Alsco is a nationally known provider of uniform services and linens. In fact, they were the first company in the U.S. to offer uniform services way back in the late 1800s. They know a thing or two about what it takes to come up with a great uniform program, especially in a restaurant setting.
Restaurant uniforms come in two categories: back-of-house and front-of-house. Within those two categories are different kinds of uniforms designed for various positions. All uniforms should be functional, but they should also be unified in their look. A unified look goes a long way toward giving guests a memorable experience.
So, how do you create a unified look in restaurant uniforms? You start by assessing your needs based on staffing.
Back-of-house staff are so named because they work out back, out of the view of the dining public. This includes your chefs, sous chefs, line cooks, prep cooks, dishwashers, and so forth. Alsco says the most common uniform elements for back-of-house staff are as follows:
- Chef Coats – There are different kinds of chef coats for differentiating between a variety of chefs. There are also different styles, from the ultra-formal to the laid-back and casual.
- Cook Shirts – These are shirts for line cooks, prep cooks, etc.
- Pants – It is typical for restaurants to order the same pants for all back-of-house employees. There is no need to vary styles for functional purposes.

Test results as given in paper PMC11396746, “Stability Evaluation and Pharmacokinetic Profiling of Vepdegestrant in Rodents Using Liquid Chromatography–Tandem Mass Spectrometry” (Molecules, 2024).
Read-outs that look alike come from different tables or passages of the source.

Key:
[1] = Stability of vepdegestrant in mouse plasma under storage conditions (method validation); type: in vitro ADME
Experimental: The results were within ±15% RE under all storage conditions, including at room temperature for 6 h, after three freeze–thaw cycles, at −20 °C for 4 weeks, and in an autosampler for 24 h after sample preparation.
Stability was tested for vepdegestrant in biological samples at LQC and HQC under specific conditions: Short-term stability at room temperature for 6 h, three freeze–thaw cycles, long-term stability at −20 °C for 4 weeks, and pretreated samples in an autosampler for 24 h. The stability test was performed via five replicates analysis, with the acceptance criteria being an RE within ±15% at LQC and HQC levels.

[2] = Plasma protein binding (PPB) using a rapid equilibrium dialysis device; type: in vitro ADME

Front-of-house staff consists of those team members with direct customer contact. You are talking servers, bartenders, and hosts and hostesses. Their uniform needs tend to be less intense. Alsco says most restaurants focus on uniform pants and shirts, along with either a server vest or apron.
Function and Look
Once restaurant management understands its needs in terms of staffing, it is time to look at function. This is something a lot of restaurant owners overlook. And many of those who do attempt to address function fail to realize that needs are different from one position to the next. For example, servers find it helpful if their pants and vests have plenty of pockets. On the other hand, pockets are not much of a concern for sous chefs.
After function comes the overall look of the uniforms. Uniform style should reflect the desired atmosphere of the establishment. Fortunately, modern restaurant uniforms come in a rather extensive variety of styles.
Finally, restaurant management looks at color schemes. There are several different ways to approach color. Some restaurants choose a strict uniform color scheme that applies to all positions. For example, black pants and white shirts and jackets.
Other restaurants adopt a more general color scheme and then design uniforms through which colors indicate position. For example, the head chef may wear a white jacket with black and white checkered pants well sous chefs wears the same pants with a solid black jacket. Out front, bartenders may wear all black while servers wear black pants with white shirts.
Bringing It All Together
Bringing everything together to create a unified look creates a certain image that projects a sense of professionalism and pride. Uniforms look natural and organic while at the same time enhancing the restaurant brand in the eyes of guests.
Do you own or manage a restaurant? If so, does your staff wear uniforms? Know that uniforms send a message to your guests one way or another. If you want that message to be a positive one, step back and take an honest look at your uniforms’ cohesiveness. Hopefully they project a unified image of class, professionalism, and quality service.